The laboratory findings were as follows: complete blood cell analysis showed a white blood cell count of 9100/µl (normal 4000–9000/µl), a red blood cell count of 3.3 × 106/µl (4.5–5.6 × 106/µl) and a platelet count of 305 × 103/µl (180–370 × 103/µl). Non-specific indicators of inflammation were elevated C-reactive protein (6.34 mg/dl; < 0.3 mg/dl). Urinalysis results were normal except for erythrocyturia. An enzyme-linked immunosorbent assay (ELISA) revealed an antimyeloperoxidase (MPO)-ANCA of 31.9 EU and was negative for antiproteinase-3 (PR3)-ANCA. Plasma samples for LAC were collected and immediately centrifuged at 1500 g for 30 min at 4ºC. After filtration, aliquots of platelet-free plasma were stored at –70ºC until used for the LAC clotting tests. According to guidelines recommended by the Subcommittee on Lupus Anticoagulant/ Phospholipid Dependent antibodies, LAC was screened by measuring diluted Russell’s viper venom time and kaolin clotting time, and was confirmed by mixing studies and demonstration of phospholipid dependence (3–5). The patient was positive for LAC. Anti-PS/PT antibodies were measured with a specific ELISA (Medical & Biological Laboratories, Nagoya, Japan) according to the manufacturer’s protocol. The patient was positive for serum IgM anti-PS/PT antibodies (15 U/ml; < 10 U/ml). Cryoglobulinaemia, anticardiolipin antibodies, antinuclear antibodies, hepatitis C virus antibodies and hepatitis B virus surface antigen were normal or negative. An electromyogram revealed abnormal findings, indicating loss of both motor and sensory functions in peripheral nerves of the upper and lower extremities. Mononeuritis multiplex was diagnosed based on his clinical and electromyogram findings. A chest radiograph and computed tomography showed bilateral consolidations with dilated bronchi in the lingual segment, middle lobe and basal segments of both lungs. These findings were consistent with pulmonary fibrosis. Brain magnetic resonance imaging showed diffuse thickening and enhancement of the dura mater, which led to a diagnosis of hypertrophic pachymeningitis. The patient was diagnosed with MPA according to the Chapel Hill Consensus Conference definition (6) and Japanese criteria (7), and was classified as a case with a slowly progressive clinical course. The patient was started on oral prednisone (30 mg/day) and intravenous lipoprostaglandin E1 (Lipo-PGE1). Within one month of initiation of the combination therapy, there was improvement in his clinical manifestations, including the cutaneous eruptions. After discharge from the hospital, the patient was commenced on an adjunct therapy of oral administration of warfarin as an alternative to intravenous Lipo-PGE1 on an out-patient basis. Following the start of warfarin treatment, there was a remarkable decrease in cutaneous eruptions accompanied by a reduction in joint pain and swelling.


The presence of MPO-ANCA and the absence of immunoglobulin and complement localized on the vessel walls reportedly distinguish MPA from immune complex mediated small vessel vasculitis (6). The presence of aPL antibodies is not a feature usually seen in association with MPA. Rees et al. (8) reported a 17% point prevalence of aPL antibodies in patients with primary systemic vasculitis. On the other hand, we previously suggested that small vessel vasculitis, especially immune complex mediated cutaneous vasculitis, could be dependently associated with the presence of aPL antibodies (3, 4). While the full clinical spectrum of MPA is still being defined, these additional features in our patient suggest an association between microvascular occlusions and vasculitis in the presence of aPL antibodies and ANCA. Some recent studies have suggested that tissue injury in antiphospholipid syndrome related to aPL antibodies may be caused by a complement-mediated inflammatory process, rather than by thrombosis alone (9). Complement activation may participate in coagulation processes and contribute to tissue damage in patients with aPL syndrome (10). This complement activation might be due, in part, to immunoglobulin aggregates, which would probably be locally produced. We believe that aPL antibodies are involved in the activation of endothelial cells, thus creating a hypercoagulable state that can lead to complement activation and vasculitis in the dermis.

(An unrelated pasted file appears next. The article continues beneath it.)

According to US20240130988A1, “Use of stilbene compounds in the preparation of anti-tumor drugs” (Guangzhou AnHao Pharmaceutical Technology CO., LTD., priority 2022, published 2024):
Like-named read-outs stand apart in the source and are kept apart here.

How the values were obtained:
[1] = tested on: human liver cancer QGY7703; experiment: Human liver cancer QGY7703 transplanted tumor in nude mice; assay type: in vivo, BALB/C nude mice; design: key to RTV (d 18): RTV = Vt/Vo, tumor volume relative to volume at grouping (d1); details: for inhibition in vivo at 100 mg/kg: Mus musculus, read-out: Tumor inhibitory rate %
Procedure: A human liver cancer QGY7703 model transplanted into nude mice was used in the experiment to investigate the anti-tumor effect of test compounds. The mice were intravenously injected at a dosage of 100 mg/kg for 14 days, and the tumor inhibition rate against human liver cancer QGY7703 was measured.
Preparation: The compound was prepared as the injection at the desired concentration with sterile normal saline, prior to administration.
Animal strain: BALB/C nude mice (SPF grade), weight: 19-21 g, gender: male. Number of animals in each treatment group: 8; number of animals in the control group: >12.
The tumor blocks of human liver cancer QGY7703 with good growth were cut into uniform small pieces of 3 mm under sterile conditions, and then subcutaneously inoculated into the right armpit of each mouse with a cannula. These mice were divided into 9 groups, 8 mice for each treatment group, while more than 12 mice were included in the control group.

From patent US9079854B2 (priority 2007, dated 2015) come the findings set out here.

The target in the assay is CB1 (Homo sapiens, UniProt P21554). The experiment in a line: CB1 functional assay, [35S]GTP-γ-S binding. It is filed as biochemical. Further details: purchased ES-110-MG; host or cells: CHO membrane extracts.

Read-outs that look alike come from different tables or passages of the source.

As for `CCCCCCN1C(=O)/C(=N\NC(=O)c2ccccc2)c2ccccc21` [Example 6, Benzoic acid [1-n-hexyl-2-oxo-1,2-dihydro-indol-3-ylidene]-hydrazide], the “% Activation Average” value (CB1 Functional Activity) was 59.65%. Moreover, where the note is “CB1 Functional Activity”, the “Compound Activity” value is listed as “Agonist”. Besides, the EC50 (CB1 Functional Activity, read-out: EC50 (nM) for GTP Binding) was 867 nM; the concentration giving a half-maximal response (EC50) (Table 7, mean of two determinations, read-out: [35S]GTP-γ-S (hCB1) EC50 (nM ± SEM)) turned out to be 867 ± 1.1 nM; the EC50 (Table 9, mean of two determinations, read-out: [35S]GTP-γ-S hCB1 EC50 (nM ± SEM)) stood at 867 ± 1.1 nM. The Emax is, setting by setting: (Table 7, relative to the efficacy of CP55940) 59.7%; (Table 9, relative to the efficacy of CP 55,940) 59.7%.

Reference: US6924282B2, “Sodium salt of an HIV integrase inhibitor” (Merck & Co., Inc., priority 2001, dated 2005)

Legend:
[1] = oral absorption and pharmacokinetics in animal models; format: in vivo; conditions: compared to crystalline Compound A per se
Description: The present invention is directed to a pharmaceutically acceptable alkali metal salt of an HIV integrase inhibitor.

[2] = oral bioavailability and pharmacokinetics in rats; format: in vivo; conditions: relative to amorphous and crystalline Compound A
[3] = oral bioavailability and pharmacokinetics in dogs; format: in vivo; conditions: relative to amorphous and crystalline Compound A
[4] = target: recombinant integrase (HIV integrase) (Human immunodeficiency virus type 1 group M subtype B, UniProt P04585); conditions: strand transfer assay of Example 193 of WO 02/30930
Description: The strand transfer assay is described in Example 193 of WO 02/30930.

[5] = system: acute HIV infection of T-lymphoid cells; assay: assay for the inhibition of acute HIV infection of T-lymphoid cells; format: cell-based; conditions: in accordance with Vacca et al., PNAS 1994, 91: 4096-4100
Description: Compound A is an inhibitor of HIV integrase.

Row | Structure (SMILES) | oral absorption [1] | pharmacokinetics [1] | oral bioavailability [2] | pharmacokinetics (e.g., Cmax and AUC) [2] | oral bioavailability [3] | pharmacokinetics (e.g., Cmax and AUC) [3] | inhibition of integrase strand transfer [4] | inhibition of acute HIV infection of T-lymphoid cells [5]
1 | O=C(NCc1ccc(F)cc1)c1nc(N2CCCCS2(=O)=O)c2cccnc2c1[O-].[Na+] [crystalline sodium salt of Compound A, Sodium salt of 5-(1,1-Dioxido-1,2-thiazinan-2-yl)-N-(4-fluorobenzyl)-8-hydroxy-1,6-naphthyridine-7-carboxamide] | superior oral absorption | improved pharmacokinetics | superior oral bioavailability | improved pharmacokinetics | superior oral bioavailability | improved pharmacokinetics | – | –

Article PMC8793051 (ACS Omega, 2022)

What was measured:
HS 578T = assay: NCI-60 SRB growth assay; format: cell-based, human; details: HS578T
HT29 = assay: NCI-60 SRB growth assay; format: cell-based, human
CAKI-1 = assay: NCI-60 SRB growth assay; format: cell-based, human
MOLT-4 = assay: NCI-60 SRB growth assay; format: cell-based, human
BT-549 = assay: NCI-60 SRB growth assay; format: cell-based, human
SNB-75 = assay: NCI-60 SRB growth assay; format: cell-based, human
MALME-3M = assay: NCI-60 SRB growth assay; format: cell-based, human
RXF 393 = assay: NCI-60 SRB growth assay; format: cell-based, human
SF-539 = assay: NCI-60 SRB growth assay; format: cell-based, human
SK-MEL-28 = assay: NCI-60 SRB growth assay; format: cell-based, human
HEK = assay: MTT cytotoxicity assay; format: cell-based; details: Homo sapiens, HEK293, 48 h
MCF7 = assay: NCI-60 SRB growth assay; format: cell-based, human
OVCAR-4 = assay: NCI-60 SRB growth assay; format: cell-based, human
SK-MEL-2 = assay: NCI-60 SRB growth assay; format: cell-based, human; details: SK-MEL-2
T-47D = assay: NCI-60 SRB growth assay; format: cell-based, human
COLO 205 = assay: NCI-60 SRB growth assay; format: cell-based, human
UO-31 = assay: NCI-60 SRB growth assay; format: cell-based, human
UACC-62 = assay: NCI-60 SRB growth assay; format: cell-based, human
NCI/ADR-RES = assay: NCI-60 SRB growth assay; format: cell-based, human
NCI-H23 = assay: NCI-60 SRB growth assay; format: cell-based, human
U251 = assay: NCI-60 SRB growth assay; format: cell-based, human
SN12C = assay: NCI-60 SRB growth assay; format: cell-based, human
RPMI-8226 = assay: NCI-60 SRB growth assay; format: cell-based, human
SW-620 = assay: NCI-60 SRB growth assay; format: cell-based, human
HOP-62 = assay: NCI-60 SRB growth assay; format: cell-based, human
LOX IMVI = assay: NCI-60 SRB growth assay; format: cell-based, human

Hypertrophic pachymeningitis (HPM) is an uncommon disorder that causes a localized or diffuse thickening of the dura mater and has been associated with MPA (11, 12). Our patient showed HPM as an initial manifestation of MPA. The patient first visited our dermatological department for his cutaneous manifestations approximately 7 years after the appearance of his initial manifestations. MPA generally has a rapid to intermediate progressive clinical course. However, a slowly progressive clinical course, also known as the smouldering type of MPA, is currently believed to account for approximately 30% of MPA cases (13). The slowly progressive type is generally manifested by gradual increases in serum MPO-ANCA levels as previously described (13, 14). In a previous study, we found that moderate and superficial dermal necrotizing vasculitis corresponds to MPA cases with a slowly progressive clinical course (14). Livedo racemosa is characterized by a striking violaceous net-like pattern on the skin similar to livedo reticularis, but differs according to its shape (irregular or broken). We reported previously that IgM anti-PS/PT antibodies and cutaneous vasculitis might be implicated in disease susceptibility for livedo racemosa (15).

This case demonstrates that MPA can be treated effectively using Lipo-PGE1 and warfarin with moderate doses of oral corticosteroid. PGE1 is a prostanoid that has numerous biological actions, such as the inhibition of receptor-mediated stimulation of platelet aggregation, vasodilation, and the suppression of antibody formation (16). Disease progression was halted in this patient by sustained warfarin therapy during the resolution of his skin manifestations. Warfarin is the best available and most effective treatment for recurrent thrombosis in aPL syndrome. These features favour a thrombo-occlusive vasculopathy caused by aPL antibodies rather than a vasculitis per se. Our case shows that the two entities can co-exist and explains, at least in part, the pathogenesis of microvascular occlusion.